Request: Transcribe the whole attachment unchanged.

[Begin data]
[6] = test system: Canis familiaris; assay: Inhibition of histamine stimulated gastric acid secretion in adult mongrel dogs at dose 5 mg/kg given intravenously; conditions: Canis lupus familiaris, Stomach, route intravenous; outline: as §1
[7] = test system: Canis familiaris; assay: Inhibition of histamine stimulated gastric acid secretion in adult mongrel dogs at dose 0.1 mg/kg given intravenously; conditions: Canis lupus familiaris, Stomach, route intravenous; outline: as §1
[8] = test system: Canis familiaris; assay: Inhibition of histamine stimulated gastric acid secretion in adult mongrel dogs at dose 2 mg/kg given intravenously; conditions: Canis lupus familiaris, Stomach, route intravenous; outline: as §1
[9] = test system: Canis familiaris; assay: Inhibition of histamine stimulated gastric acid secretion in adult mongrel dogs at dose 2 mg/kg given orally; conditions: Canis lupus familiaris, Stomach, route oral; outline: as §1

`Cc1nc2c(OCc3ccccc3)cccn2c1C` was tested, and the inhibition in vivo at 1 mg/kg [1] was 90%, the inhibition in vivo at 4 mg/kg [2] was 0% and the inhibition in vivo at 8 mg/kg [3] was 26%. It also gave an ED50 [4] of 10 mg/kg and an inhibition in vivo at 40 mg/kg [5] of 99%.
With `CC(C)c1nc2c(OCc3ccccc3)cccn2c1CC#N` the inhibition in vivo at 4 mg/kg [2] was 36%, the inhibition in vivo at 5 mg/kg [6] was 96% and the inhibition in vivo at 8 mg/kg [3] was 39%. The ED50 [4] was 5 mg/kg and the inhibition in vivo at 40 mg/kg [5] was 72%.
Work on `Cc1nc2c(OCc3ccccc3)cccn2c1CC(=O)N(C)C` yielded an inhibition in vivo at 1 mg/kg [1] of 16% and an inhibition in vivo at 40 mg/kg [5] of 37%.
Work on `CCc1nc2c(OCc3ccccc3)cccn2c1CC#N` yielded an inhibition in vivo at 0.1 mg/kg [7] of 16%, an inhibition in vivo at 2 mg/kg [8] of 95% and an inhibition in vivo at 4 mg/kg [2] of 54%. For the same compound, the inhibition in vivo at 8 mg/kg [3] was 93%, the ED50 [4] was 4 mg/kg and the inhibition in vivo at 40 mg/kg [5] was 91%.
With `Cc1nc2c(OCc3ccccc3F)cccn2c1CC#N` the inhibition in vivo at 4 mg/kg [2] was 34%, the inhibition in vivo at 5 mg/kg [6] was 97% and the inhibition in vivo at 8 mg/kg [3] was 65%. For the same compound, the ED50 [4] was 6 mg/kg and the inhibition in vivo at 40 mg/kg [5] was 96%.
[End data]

[6] = test system: Canis familiaris; assay: Inhibition of histamine stimulated gastric acid secretion in adult mongrel dogs at dose 5 mg/kg given intravenously; conditions: Canis lupus familiaris, Stomach, route intravenous; outline: as §1
[7] = test system: Canis familiaris; assay: Inhibition of histamine stimulated gastric acid secretion in adult mongrel dogs at dose 0.1 mg/kg given intravenously; conditions: Canis lupus familiaris, Stomach, route intravenous; outline: as §1
[8] = test system: Canis familiaris; assay: Inhibition of histamine stimulated gastric acid secretion in adult mongrel dogs at dose 2 mg/kg given intravenously; conditions: Canis lupus familiaris, Stomach, route intravenous; outline: as §1
[9] = test system: Canis familiaris; assay: Inhibition of histamine stimulated gastric acid secretion in adult mongrel dogs at dose 2 mg/kg given orally; conditions: Canis lupus familiaris, Stomach, route oral; outline: as §1

`Cc1nc2c(OCc3ccccc3)cccn2c1C` was tested, and the inhibition in vivo at 1 mg/kg [1] was 90%, the inhibition in vivo at 4 mg/kg [2] was 0% and the inhibition in vivo at 8 mg/kg [3] was 26%. It also gave an ED50 [4] of 10 mg/kg and an inhibition in vivo at 40 mg/kg [5] of 99%.
With `CC(C)c1nc2c(OCc3ccccc3)cccn2c1CC#N` the inhibition in vivo at 4 mg/kg [2] was 36%, the inhibition in vivo at 5 mg/kg [6] was 96% and the inhibition in vivo at 8 mg/kg [3] was 39%. The ED50 [4] was 5 mg/kg and the inhibition in vivo at 40 mg/kg [5] was 72%.
Work on `Cc1nc2c(OCc3ccccc3)cccn2c1CC(=O)N(C)C` yielded an inhibition in vivo at 1 mg/kg [1] of 16% and an inhibition in vivo at 40 mg/kg [5] of 37%.
Work on `CCc1nc2c(OCc3ccccc3)cccn2c1CC#N` yielded an inhibition in vivo at 0.1 mg/kg [7] of 16%, an inhibition in vivo at 2 mg/kg [8] of 95% and an inhibition in vivo at 4 mg/kg [2] of 54%. For the same compound, the inhibition in vivo at 8 mg/kg [3] was 93%, the ED50 [4] was 4 mg/kg and the inhibition in vivo at 40 mg/kg [5] was 91%.
With `Cc1nc2c(OCc3ccccc3F)cccn2c1CC#N` the inhibition in vivo at 4 mg/kg [2] was 34%, the inhibition in vivo at 5 mg/kg [6] was 97% and the inhibition in vivo at 8 mg/kg [3] was 65%. For the same compound, the ED50 [4] was 6 mg/kg and the inhibition in vivo at 40 mg/kg [5] was 96%.